The bill expands the requirement for alternative dispute resolution (ADR) by establishing a uniform and low-cost method of ADR that must be utilized by all homeowners' associations. This system would utilize certain arbitrators and volunteers trained by the State to act as mediators to disputes arising in common interest communities.

The Ombudsman in the Department of Community Affairs would have very specific powers to monitor the elections of these special corporations, which will be required to be conducted by a panel of non-candidate homeowners, or a special election monitor, such as the New Jersey League of Women Voters. A property manager, who is hired by the incumbent board, would no longer be permitted to run the elections, and would required to obtain certification in order to continue employment.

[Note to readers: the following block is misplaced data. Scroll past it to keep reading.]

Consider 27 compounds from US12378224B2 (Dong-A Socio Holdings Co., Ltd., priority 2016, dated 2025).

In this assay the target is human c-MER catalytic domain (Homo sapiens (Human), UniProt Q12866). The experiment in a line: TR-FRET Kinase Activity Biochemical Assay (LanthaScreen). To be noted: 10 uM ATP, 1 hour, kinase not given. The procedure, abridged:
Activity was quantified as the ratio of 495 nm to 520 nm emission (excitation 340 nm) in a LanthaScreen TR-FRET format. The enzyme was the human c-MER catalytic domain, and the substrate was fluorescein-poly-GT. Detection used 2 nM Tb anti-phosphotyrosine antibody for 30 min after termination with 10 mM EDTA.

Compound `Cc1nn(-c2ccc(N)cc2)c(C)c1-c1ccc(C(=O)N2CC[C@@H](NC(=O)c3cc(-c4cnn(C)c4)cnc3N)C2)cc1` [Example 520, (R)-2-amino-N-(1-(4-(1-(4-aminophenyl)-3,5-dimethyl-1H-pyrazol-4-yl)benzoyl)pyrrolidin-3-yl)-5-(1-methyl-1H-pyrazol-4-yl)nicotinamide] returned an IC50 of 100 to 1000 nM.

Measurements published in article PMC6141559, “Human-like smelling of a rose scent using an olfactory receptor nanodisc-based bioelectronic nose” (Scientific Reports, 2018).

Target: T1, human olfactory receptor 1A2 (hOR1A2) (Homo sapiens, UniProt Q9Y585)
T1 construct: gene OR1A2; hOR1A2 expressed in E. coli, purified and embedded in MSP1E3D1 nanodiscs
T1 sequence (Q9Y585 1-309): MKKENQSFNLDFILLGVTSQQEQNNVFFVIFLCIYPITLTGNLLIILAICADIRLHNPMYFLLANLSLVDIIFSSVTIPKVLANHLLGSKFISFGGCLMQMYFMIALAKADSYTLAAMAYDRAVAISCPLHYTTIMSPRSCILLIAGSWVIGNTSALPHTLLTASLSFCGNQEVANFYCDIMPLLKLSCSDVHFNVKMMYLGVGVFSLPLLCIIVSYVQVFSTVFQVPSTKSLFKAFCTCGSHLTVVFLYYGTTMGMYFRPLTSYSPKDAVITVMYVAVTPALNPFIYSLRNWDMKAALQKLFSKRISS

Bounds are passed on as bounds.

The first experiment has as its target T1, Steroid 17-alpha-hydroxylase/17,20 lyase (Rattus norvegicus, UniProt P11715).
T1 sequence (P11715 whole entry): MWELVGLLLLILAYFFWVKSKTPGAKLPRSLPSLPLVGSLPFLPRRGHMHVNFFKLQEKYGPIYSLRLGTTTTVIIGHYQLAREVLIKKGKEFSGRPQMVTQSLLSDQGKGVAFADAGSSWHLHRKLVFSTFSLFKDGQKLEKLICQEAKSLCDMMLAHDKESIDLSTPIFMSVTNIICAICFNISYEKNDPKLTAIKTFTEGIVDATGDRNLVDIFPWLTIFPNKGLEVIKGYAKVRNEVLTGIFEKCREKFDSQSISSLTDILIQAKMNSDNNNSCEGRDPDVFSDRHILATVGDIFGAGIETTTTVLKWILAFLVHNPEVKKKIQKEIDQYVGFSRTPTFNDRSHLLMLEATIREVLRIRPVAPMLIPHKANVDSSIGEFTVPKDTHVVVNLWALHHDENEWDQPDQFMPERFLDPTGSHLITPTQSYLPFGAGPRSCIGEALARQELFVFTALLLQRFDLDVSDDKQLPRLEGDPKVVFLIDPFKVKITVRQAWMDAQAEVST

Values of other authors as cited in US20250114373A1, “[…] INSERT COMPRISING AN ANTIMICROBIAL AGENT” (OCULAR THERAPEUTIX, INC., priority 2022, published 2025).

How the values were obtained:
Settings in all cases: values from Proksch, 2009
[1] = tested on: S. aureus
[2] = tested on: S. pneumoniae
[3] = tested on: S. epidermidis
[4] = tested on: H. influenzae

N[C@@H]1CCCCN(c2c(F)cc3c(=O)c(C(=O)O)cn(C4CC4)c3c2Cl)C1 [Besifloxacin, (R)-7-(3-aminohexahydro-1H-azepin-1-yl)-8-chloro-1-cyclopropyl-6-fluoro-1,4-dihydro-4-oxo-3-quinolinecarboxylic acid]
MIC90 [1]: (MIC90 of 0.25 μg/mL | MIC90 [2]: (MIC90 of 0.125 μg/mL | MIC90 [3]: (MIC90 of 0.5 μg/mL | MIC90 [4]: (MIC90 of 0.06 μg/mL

The bill would also provide funding for grants and loans to homeowner associations maintaining common property in inclusionary common interest communities containing units reserved for low and moderate income families.

The costs of the Office of the Ombudsman, dispute resolution and the increased enforcement and regulatory duties for the department under the bill would be met by a registration fee required to be paid annually by each unit owner living in a common interest community.

Other highlights of the bill include:

Members that sue the board and win on the major issues litigated will be entitled to reimbursement of reasonable costs and attorneys' fees.

Expenditures for capital improvements or other costs beyond a certain percentage of an association budget would require the approval of a majority of the members.

Certain contracts would be subject to bidding; conflict of interest rules for board members would be established pursuant to the bill.